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There may be a much more comfortable and stylish way to stay the night next time you head to a big music festival. Two Belgian design firms have created an efficient new type of campsite that stacks tiny sleeping pods together like a honeycomb. The pods look like they should provide a bit more comfort and space than the average tent — they even have power and a king-size bed — but the overall structure shouldn't take up dramatically more room because it's building vertically, using a short stairwell to provide access the upper levels.
via The Verge

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Jul 28, 2014

Sensor-powered seatbelt could save the lives of sleepy drivers

posted by Laura Domela

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Wearable tech has done a lot to foster the rise of the "quantified self" space, but surprisingly few of these devices focus on enhancing our safety.

Now a new prototype system looks to harness the kind of heartbeat and respiration monitoring features present in some wearables to alert drivers as to when they are dozing off behind the wheel.

Developed by the Biomechanics Institute (IBV) in Valencia, Spain, the Heart and Respiration In-Car Embedded Non-Intrusive Sensors (Harken) system works by measuring the heart rate (via seatbelt sensors) and respiratory pace (via seat cover sensors) of the driver.
via Mashable

Tags : automotive,    0 comments  
Jul 28, 2014

Giant UFO harvesting energy from the sun?

posted by Laura Domela

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A set of mysterious pictures of the Sun uploaded to NASA’s servers have caused a furore in the UFO-hunting community, for showing what has been interpreted as a giant alien ship ‘sucking life’ from our star, Huffington Post reports.

Needless to say, NASA isn’t convinced (and neither are we). So what is it? First, let’s take the view of UFO Sightings Daily, who are convinced there is something unnatural at play. (Which is not unusual, by the way.)
via Daily Times

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Tags : space, energy,    0 comments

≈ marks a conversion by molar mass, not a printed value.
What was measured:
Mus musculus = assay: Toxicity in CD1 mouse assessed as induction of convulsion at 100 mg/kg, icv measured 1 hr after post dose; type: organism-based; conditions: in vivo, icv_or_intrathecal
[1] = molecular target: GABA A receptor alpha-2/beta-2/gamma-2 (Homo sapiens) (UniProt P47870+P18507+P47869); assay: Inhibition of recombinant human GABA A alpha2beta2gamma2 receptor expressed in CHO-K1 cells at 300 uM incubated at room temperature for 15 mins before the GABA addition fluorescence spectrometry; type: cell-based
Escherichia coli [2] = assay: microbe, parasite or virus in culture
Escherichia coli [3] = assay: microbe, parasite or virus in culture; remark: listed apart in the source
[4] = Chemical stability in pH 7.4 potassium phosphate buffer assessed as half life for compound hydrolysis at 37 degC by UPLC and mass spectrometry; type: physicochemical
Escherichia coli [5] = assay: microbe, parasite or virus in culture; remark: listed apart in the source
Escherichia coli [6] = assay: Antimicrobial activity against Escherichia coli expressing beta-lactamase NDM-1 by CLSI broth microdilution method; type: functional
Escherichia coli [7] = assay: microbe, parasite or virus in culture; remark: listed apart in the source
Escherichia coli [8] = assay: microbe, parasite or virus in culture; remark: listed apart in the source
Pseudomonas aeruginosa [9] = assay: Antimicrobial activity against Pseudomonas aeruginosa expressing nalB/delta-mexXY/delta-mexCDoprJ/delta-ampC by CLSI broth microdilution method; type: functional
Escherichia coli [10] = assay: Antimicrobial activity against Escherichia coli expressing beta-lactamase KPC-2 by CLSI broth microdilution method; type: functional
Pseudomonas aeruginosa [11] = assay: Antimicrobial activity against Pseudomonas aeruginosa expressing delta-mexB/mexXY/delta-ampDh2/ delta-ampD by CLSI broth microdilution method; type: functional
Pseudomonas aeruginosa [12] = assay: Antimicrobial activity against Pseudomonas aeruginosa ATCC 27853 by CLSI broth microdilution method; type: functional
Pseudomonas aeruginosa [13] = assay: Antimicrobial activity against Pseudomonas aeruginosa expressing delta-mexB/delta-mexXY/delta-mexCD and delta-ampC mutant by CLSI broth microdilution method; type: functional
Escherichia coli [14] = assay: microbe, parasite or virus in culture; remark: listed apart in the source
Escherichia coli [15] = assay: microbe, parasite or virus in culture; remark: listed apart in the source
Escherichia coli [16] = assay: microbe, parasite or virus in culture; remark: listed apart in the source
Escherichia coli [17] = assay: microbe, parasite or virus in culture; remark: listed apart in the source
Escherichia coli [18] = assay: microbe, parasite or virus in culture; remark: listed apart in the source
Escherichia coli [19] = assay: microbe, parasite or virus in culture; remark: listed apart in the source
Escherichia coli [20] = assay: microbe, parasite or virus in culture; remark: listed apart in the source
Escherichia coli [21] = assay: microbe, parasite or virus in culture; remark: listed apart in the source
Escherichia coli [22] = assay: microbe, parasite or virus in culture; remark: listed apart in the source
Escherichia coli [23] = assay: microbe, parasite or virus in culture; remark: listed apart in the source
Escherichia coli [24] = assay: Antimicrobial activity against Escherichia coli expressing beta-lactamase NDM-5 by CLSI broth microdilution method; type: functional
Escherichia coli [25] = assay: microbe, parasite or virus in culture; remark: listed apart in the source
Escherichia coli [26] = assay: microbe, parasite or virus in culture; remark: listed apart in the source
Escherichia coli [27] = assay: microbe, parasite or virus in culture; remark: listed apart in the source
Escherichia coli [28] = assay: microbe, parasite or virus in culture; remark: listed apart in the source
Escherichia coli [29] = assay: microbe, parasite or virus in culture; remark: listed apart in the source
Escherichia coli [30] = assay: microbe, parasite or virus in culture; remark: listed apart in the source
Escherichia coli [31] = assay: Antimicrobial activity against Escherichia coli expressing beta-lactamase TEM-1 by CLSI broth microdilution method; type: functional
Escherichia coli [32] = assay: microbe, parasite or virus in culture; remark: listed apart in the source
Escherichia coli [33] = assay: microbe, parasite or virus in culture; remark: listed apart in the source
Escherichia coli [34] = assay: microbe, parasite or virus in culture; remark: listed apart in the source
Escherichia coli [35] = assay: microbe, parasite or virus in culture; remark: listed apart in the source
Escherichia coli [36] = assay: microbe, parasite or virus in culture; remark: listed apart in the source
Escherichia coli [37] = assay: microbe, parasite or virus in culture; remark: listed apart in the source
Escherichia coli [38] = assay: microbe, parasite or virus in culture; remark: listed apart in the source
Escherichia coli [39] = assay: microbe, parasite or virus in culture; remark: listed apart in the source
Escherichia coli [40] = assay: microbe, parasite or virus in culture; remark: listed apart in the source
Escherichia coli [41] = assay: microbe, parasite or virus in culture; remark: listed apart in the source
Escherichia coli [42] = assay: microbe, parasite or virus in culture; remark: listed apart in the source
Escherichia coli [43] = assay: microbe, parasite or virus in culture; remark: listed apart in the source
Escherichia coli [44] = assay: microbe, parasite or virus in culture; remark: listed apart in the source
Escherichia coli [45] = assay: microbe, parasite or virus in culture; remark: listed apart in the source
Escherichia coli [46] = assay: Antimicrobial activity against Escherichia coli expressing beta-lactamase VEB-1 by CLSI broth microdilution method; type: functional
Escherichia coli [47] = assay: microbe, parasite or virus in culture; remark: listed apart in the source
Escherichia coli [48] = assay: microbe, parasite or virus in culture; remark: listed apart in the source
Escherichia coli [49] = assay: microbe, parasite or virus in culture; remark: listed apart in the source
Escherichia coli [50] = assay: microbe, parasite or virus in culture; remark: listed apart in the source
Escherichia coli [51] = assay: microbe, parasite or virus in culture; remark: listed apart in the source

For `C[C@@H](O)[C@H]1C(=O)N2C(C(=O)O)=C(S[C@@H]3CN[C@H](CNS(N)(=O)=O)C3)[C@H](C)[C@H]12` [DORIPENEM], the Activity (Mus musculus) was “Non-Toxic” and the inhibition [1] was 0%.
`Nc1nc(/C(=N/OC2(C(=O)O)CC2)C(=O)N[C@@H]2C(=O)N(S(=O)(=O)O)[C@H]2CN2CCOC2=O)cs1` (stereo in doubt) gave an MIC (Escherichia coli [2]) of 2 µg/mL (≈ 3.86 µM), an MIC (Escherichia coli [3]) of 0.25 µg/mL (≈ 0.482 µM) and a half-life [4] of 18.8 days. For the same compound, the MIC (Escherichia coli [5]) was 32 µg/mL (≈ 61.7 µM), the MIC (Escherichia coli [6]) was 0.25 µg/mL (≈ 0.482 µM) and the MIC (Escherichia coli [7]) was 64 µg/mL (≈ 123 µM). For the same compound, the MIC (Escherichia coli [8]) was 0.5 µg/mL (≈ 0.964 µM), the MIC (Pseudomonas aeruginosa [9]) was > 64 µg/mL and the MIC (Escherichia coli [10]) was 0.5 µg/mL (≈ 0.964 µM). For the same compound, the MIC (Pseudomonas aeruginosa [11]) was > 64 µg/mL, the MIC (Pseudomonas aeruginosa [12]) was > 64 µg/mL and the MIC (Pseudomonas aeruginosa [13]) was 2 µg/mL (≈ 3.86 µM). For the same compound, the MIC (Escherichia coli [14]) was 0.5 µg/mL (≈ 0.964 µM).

Jul 28, 2014

Strange bacteria dine on electricity and link up to form biowires

posted by Laura Domela

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All living organisms need energy. Most animals get their energy by eating other organisms. Plants manufacture energy from sunlight. Now, scientists are finding a strange form of bacterial life that dines on unadulterated electricity.

But the fact the bacteria live on electricity isn’t the weird part.

We all fundamentally live on electricity. Whereas, human metabolism is a complex dance shuttling electrons between sugar and oxygen—the bacteria cut to the chase, eating and excreting electrons. In their research, UCLA scientists Kenneth Nealson and his PhD student Annette Rowe have found eight types of electric bacteria.

“This is huge,” says Nealson. “What it means is that there’s a whole part of the microbial world that we don’t know about.”
via Singularity Hub

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Tags : science, electricity,    0 comments  
Jul 28, 2014

Cheering robots replace real fans at Korean baseball

posted by Larra Morris

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A struggling Korean baseball team have invented a novel way to improve atmosphere at their matches - by bringing in a crowd of robot fans.

Hanwha Eagles supporters not able to get to the stadium can control the robot over the internet.

The bots can cheer, chant and perform a Mexican wave - but presumably not invade the pitch.
via BBC News

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Jul 28, 2014

Never stay in a hotel with crappy wi-fi thanks to this useful site

posted by Larra Morris

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When you're traveling, hotel Wi-Fi might be your only source of connectivity, so when you wind up in a hotel and the internet crawwwwwls, it can be a major bummer.

Thanks to sites like SpeedSpot or Hotel Wi-Fi Test, you can avoid unfortunate internet conditions. If you're traveling to a city, simply search for each of the hotels you're searching for, and the test will give you the speed you can expect, as well as other details, like whether or not you have to pay for it. You can also just browse local hotels based on the speeds they offer. From there you can book a room through Hotels.com. They've gotta make money somehow, right?
via Gizmodo